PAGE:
Pundits Hammer Hillary’s Post-Election Blame Game

Commentators 'shocked' Clinton so reluctant to take personal responsibility

Having finally emerged from a self-imposed, post-election hibernation, Hillary Clinton looked to place blame for her loss on everyone and everything other than the obvious culprit — herself.

“If the election had been on October 27, I would be your president,” Clinton said on Tuesday. But, to hear Clinton tell it, Russians hackers and FBI Director James Comey went and ruined everything.

“Jim Comey didn’t tell her not to campaign in Wisconsin after the convention.”

Indeed, even though Clinton made the motion of taking “absolute personal responsibility,” she made it clear that she doesn’t truly believe she is to blame for her loss.

“I was on the way to winning until the combination of Jim Comey’s letter on October 28 and Russian WikiLeaks raised doubts in the minds of people who were inclined to vote for me but got scared off — and the evidence for that intervening event is, I think, compelling [and] persuasive,” Clinton said.

She also blamed misogyny and alleged “false equivalencies” pushed by the mainstream media. Unfortunately for Clinton, even commentators on left-leaning talk shows and former supporters are not convinced.

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“This is the most unimpressed I’ve been with Hillary Clinton,” said Jedediah Bila on ABC’s “The View.” “Every time I see her do an interview, I’m waiting for a moment where she just doesn’t blame anyone but herself and acknowledges why they lost,” Bila said.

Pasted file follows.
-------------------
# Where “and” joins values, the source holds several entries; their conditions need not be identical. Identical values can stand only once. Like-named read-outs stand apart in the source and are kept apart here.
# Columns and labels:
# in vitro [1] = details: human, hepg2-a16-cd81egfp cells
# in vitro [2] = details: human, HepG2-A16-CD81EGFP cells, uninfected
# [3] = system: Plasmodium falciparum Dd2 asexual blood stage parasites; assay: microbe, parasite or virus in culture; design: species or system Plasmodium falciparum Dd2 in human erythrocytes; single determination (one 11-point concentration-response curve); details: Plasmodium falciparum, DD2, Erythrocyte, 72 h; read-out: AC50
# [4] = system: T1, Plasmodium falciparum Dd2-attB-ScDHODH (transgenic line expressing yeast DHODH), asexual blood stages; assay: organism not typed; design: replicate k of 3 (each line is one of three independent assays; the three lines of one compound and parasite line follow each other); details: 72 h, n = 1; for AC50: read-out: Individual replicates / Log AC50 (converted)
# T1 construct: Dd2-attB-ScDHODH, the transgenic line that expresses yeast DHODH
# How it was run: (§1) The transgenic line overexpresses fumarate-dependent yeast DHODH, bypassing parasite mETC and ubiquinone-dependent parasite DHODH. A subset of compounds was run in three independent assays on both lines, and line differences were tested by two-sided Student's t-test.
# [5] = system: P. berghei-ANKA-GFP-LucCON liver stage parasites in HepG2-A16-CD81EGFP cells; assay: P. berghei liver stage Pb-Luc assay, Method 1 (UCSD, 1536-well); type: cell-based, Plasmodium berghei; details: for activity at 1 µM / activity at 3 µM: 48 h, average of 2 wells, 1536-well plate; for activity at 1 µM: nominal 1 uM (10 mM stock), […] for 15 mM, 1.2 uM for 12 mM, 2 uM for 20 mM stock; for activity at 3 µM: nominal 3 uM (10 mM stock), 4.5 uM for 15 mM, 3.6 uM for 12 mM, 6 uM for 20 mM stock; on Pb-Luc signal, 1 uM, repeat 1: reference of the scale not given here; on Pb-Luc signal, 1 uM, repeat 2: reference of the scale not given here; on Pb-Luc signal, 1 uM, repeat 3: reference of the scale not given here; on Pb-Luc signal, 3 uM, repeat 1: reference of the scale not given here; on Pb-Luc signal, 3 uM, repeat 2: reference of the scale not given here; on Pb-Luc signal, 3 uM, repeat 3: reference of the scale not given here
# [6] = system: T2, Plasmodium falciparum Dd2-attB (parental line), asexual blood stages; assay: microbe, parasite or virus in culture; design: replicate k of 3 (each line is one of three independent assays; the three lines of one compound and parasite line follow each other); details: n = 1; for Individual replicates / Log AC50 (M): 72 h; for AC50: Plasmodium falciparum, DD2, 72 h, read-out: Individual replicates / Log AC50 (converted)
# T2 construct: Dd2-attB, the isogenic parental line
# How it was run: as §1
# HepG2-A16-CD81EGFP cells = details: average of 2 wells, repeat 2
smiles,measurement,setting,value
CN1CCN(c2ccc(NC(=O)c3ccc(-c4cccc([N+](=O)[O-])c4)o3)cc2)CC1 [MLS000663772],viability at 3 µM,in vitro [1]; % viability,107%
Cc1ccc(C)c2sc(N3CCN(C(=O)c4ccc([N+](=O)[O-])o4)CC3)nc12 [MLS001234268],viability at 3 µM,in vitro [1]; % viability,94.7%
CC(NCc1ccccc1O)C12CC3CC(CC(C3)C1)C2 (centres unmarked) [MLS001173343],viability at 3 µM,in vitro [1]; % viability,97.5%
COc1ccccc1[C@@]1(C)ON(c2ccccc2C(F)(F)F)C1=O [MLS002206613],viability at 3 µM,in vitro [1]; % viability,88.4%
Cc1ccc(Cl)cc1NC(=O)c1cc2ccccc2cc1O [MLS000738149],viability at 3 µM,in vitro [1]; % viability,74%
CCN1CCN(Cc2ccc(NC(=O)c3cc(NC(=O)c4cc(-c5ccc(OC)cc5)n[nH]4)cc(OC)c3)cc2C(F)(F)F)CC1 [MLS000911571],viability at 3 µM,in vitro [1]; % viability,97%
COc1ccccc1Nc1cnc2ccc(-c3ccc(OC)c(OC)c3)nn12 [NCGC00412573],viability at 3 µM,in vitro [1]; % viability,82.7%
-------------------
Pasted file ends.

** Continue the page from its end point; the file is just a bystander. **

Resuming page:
“The reason why she lost was that her foreign policy at the State Department was a disaster. Her intervention in Libya led to terrorist havens and the infiltration of ISIS. She lost because she picked a bad vice presidential candidate. She didn’t do proper groundwork in states like Wisconsin, in states like Michigan, in states like Pennsylvania. She lied to people!” said Bila.

“I tend to agree,” said Bila’s co-host, Sara Haines. “I was a little shocked when I saw her say that at first … that out of the gates her answer was the Russian thing and Comey,” said Haines.

David Axelrod, former chief strategist for President Barack Obama’s 2008 campaign, was equally as unimpressed. While Axelrod acknowledged that Comey’s letter may have had some small effect on the outcome, he did not seem to think it was nearly as important as Clinton insisted.

“Jim Comey didn’t tell her not to campaign in Wisconsin after the convention. Jim Comey didn’t say don’t put any resources into Michigan until the final week of the campaign,” Axelrod continued.

“One of the things that hindered her in the campaign was a sense that she never fully was willing to take responsibility for her mistakes, particularly that server,” he said. It seems she is still plagued by the same problem.

“She said the words, ‘I’m responsible,’ but everything else suggested she doesn’t really feel that way,” Axelrod said. “And I don’t think that helps her in the long run.”

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